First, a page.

Riverkeeper Update: On the Neuse

Neuse Riverkeeper Samantha Krop was out in the field this week, sampling for macroinvertebrates in Lick Creek. Teaming up with a specialist hired by the Southern Environmental Law Center, the two set about determining how development is impacting species of waterways in the upper Neuse.

“I learned a lot about bugs, and he told me that, sadly, this is obviously a very impacted creek, and that surely development is the culprit — you can see the damage happening in every direction,” Sam said. “Hopefully, this will be the beginning of getting some traction for meaningful, stronger protections.”

On the development note, Sam has also been active in opposing development that could potentially harm waterways in the area, providing information to concerned residents and speaking at planning board meetings. That paid off on Monday night, when the Durham City Council declined to move ahead with a 280-acre development on land that is on the Natural Heritage Registry, home to an old hardwood forest and unique plants.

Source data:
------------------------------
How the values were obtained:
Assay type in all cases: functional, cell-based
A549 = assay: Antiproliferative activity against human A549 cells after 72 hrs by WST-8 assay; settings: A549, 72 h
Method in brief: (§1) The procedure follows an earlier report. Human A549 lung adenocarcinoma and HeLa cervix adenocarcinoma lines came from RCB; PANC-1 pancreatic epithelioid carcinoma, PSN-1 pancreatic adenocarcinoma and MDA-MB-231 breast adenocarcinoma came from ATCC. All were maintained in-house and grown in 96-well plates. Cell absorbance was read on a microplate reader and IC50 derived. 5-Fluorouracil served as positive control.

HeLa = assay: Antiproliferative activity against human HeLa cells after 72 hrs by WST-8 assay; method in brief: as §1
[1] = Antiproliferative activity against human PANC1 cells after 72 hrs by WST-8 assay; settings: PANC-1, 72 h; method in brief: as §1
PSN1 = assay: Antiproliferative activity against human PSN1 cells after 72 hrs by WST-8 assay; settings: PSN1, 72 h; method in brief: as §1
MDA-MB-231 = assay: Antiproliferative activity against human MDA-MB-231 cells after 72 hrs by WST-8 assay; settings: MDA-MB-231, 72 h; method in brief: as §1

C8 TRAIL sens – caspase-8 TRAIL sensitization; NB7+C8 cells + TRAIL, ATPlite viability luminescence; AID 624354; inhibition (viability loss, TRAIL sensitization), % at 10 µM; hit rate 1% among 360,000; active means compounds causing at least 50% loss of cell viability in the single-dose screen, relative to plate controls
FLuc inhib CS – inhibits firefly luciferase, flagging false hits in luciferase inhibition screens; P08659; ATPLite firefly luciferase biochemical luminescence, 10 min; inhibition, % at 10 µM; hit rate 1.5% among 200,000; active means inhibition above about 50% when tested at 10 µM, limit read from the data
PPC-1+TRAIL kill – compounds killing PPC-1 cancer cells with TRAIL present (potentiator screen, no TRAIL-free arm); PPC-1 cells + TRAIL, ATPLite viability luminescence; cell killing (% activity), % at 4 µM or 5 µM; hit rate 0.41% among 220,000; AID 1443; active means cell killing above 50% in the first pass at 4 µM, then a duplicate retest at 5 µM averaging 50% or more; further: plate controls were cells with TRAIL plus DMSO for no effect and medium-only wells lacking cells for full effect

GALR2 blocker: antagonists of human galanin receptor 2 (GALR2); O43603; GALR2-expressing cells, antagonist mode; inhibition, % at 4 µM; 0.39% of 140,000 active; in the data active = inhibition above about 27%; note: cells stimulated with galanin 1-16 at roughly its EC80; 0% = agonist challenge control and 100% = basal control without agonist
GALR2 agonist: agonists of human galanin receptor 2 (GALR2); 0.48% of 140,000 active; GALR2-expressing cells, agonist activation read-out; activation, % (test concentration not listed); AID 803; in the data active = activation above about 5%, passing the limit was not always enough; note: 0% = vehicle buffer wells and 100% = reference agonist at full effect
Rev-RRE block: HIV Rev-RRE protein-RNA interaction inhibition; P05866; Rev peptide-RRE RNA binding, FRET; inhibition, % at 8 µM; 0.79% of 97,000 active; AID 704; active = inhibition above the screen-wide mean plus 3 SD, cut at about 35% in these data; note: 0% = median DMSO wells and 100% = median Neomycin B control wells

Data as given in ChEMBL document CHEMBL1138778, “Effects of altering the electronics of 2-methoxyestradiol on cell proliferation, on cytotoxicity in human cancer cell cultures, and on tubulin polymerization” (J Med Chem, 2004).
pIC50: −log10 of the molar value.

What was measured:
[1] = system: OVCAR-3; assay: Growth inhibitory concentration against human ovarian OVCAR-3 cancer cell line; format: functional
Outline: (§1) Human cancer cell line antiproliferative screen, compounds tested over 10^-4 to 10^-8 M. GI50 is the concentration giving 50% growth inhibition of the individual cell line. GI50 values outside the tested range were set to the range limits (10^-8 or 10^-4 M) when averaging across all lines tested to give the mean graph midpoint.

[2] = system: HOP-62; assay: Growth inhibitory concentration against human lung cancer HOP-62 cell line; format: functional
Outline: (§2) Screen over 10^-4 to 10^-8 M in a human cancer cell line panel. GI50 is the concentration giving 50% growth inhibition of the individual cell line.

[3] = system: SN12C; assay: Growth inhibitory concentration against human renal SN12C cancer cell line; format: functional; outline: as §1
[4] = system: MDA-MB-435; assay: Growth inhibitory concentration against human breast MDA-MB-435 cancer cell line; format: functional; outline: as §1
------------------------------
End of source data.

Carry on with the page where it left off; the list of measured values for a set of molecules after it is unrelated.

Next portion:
The city council’s reason to deny the proposal was less about water quality — a concern of the Durham City-County Planning Board that recommended against approving the proposal — and more about infrastructure: the area lacks a fire station.

“They didn’t talk about water quality, though that was one of the main reasons why the planning board did not recommend it,” she said. “But it’s still really good news for that area.”

Sam is currently organizing the installation of Sound Rivers’ third Trash Trout on Little Rock Creek, a tributary of Walnut Creek, which will take place on Nov. 15.